Menstrual Cycle Graphing Assignment Answers To The Analysis

CLIMATE ANALYSIS USING
PLANKTONIC FORAMINIFERA, A
CLASSROOM ACTIVITY INTEGRATING
SCIENCE AND MATHEMATICS

HILARY CLEMENT OLSON

INTRODUCTION

Age Level: This activity is appropriate for middle school students in seventh or eighth grade. It may be adapted for use with high school biology students.

Prerequisites: Students should have an understanding of planktonic foraminifera. They should have a concept that our planet's climate has not always been as it is today. A review of the use of Neogloboquadrina pachyderma coiling ratios as a proxy for paleoclimate would be useful. Neogloboquadrina pachyderma is an excellent recorder of climatic temperatures through geologic time. When the earth experiences periods of relatively cold temperatures, ocean waters are cooler and Neogloboquadrina pachyderma forms its test (shell) such that it coils to the left. Alternatively, during periods of relatively warm temperatures when ocean waters are warmer, Neogloboquadrina pachyderma constructs its test with a coiling direction to the right. Students should be able to perform simple arithmetic procedures, namely, adding and formulation of percentage data. An answer key to the data chart is provided for you in Table 2. In addition, the students should know how to plot scientific data on graph paper. A graph of the data is given in Figure 1.

Objective: This exercise allows students to manipulate scientific data, plot the data and then interpret their results. You might query the students as to what is the "cause" and what is the "effect" in this scientific problem. The fact that our planet's climate has changed drastically throughout geologic time will be emphasized. Students should recognize that the climate will likely continue to change in the future.

Follow-Up: You might want to follow this activity with a discussion of the causes for climate change, past, present and future. This exercise can foster discussions on current climate change. The class could discuss current evidence for climate change and what might be the potential causes, both natural and man-made, for this change.

CLIMATE ANALYSIS USING PLANKTONIC FORAMINIFERA

Instructions: Follow the instructions given below and those of your teacher to complete this activity.
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1) You have been given a series of samples containing planktonic foraminifera representing time from the present to 160,000 years ago. After your analysis of the material, you decide to look at the climatic signal from these samples. You are aware that a particular species of foraminifera, Neogloboquadrina pachyderma, is an excellent recorder of water temperature through geologic time. When the earth experiences periods of relatively cold temperatures, ocean waters are cooler and Neogloboquadrina pachyderma forms its test (shell) such that it coils to the left. Alternatively, during periods of relatively warm temperatures when ocean waters are warmer, Neogloboquadrina pachyderma constructs its test with a coiling direction to the right. Therefore, you have separated out the specimens of Neogloboquadrina pachyderma from your samples. For each sample you have counted how many of this species coil to the left and how many coil to the right. Your data is recorded in Table 1. Your next step is to calculate the percentage data for each sample. You must calculate percentage data so that your information is not biased by the total amount of foraminifera present in the sample. Complete the worksheet in Table 1 by calculating the total number of Neogloboquadrina pachyderma for each sample and the percentages of right- and left-coiling forms of the species. The first sample is done for you on the worksheet.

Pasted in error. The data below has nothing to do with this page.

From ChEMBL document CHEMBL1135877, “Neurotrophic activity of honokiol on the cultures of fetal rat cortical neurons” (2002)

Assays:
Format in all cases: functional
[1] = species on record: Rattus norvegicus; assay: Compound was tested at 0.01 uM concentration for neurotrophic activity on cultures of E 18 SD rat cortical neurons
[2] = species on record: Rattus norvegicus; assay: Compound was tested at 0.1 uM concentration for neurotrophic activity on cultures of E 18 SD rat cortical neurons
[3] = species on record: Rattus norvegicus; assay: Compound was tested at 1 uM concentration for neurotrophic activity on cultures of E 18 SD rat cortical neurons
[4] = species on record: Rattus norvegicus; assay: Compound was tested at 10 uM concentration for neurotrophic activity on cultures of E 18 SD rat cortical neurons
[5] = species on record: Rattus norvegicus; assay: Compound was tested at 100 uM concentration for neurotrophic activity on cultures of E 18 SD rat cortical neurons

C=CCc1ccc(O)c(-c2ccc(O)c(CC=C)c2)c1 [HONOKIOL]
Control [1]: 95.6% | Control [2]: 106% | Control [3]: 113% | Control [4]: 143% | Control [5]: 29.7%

2) Next, use graph paper to plot your results. On the vertical axis you should plot the age of the samples with "0" at the top and "-160,000" at the bottom. On the horizontal axis, plot the percentage of right-coiling Neogloboquadrina pachyderma with "0%" on the left side and "100%" on the right side. You should now have a graph representing the climatic signal derived from the coiling ratios of Neogloboquadrina pachyderma.

3) Analyze your graph and make an interpretation of the climatic history on our planet during the last 160,000 years. Describe this history below and provide evidence for this interpretation.

Table 1.Neogloboquadrina pachyderma coiling rations worksheet


Age (years ago)
Right coiling Neogloboquadrina pachyderma Left coiling Neogloboquadrina pachyderma Total number Neogloboquadrina pachyderma % Right coiling Neogloboquadrina pachyderma % Left coiling Neogloboquadrina pachyderma
0 230 50 280 82% 18%
10,000 220 75     
20,000 70 230     
30,000 45 300     
40,000 50 302     
50,000 65 389     
60,000 20 140     
70,000 56 287     
80,000 63 267     
90,000 212 56     
100,000 120 23     
110,000 87 45     
120,000 203 66     
130,000 56 205     
140,000 45 332     
150,000 89 135     
160,000 123 166     

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Table 2. Answers to Neogloboquadrina pachyderma coiling rations worksheet



Age (years ago)
Right coiling Neogloboquadrina pachyderma Left coiling Neogloboquadrina pachyderma Total number Neogloboquadrina pachyderma % Right coiling Neogloboquadrina pachyderma % Left coiling Neogloboquadrina pachyderma